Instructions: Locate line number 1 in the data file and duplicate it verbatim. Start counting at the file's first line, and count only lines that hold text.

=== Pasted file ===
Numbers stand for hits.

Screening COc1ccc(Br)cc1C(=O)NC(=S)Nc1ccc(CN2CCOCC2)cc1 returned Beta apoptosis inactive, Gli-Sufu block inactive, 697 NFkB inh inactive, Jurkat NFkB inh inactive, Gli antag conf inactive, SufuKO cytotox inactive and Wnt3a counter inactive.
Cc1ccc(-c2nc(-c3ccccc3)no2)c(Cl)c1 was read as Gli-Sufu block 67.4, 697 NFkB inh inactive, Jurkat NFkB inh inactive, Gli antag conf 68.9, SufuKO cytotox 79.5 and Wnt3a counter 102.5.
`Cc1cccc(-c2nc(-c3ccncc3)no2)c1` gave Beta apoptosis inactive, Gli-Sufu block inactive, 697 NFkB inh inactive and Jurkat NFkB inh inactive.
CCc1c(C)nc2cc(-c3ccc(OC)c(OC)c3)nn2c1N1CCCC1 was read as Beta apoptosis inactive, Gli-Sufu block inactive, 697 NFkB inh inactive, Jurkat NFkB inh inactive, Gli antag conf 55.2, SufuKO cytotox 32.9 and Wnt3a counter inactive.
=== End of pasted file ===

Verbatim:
Numbers stand for hits.